| Monday, February 12, 2007
| Websites of big travel firms, hotels, airlines go multi-lingual
|Here is good news for those in different parts of the world who travel internationally. Big travel companies of the United States are moving fast on their way to become multi-lingual.
Large hotel chains and major airlines are launching foreign-language websites to expand their international appeal and to boost e-commerce.
Luxury hotel operator Ritz-Carlton will launch Chinese and Japanese sites in March 2007.
Starwood, which includes Sheraton, plans to add Chinese and Italian sites to four other languages, in 2007.
Marriott is working on Chinese and Spanish sites, adding to its German website.
Hilton recently launched a Spanish site, adding to German and Japanese. It will add Chinese in 2008.
InterContinental hotels, which includes Holiday Inn and Crowne Plaza, launched Arabic, Portuguese and Korean in the last two years, adding to its eight other languages. Before the company spent anything to promote its Japanese-language site, InterContinental customers had booked $250,000 in stays in its first two weeks.
According to an official of InterContinental, the Atlanta-based hotel chain, "our customers come from everywhere. To serve them, we needed to be able to speak their language."
Meanwhile, airlines have focused mainly on Spanish speakers, both inside and outside the United States.
American Airlines, for example, launched 18 Spanish sites tailored to different countries.
Delta has added more languages since becoming the United State's biggest trans-Atlantic carrier. It recently added French, German, Italian and Portuguese sites and will soon add Japanese, Chinese and Russian.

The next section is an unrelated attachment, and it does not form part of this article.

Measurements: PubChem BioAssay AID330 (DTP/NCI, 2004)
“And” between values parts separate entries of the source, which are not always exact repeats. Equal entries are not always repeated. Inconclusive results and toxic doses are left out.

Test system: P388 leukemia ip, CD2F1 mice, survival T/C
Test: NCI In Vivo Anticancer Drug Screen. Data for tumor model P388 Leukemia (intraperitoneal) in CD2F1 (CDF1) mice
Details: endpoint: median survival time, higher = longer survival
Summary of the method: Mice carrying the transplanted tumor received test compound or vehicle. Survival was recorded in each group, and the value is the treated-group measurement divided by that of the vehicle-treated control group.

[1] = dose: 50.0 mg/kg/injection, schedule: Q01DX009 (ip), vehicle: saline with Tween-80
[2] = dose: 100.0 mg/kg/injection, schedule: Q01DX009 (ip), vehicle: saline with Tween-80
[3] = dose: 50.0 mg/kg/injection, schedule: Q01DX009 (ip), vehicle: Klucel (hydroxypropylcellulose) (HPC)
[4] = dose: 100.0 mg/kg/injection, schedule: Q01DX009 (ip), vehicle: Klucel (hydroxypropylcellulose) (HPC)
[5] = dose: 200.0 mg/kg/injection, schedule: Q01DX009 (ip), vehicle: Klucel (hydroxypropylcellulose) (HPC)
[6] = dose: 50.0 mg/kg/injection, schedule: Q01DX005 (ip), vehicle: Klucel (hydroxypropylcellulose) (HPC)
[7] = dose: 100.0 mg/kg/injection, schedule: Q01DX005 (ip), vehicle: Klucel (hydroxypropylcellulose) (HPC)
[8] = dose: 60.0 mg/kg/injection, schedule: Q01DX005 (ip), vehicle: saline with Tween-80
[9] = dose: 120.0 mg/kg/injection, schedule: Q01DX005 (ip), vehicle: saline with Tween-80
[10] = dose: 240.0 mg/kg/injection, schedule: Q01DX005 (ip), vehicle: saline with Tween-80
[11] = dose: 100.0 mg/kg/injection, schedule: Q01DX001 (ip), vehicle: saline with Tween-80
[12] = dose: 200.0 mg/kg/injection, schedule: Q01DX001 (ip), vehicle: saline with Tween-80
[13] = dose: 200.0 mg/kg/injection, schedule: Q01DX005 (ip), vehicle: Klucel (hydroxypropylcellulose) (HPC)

The move to use multiple languages on the Web promotes one goal shared by all travel companies -- to boost internet sales, which cost less to process than those handled by people. The companies also say that connecting with customers in their native language can generate greater loyalty and brand awareness.
"Many companies are moving in this direction as their businesses becomes more global," said an official of Colin Kinsella of Avenue A Razorfish, a leading online marketing agency that recently translated Singapore Airlines' website into new languages.
However, the process of translating hundreds or thousands of Web pages into different languages is not easy.
Ritz-Carlton, for example, could not translate "It's my pleasure" into Japanese because of sexual innuendo in that language. As a result, the phrase is used only in English on all its foreign language sites, explained an executive of Ritz-Carlton.
Also, customers on foreign-language travel websites still may need to understand a little English. United Airlines' Spanish site and Marriott's sites require customers to complete purchases in English.
Labels: Tech, Travel
|posted by a correspondent @ 9:20 PM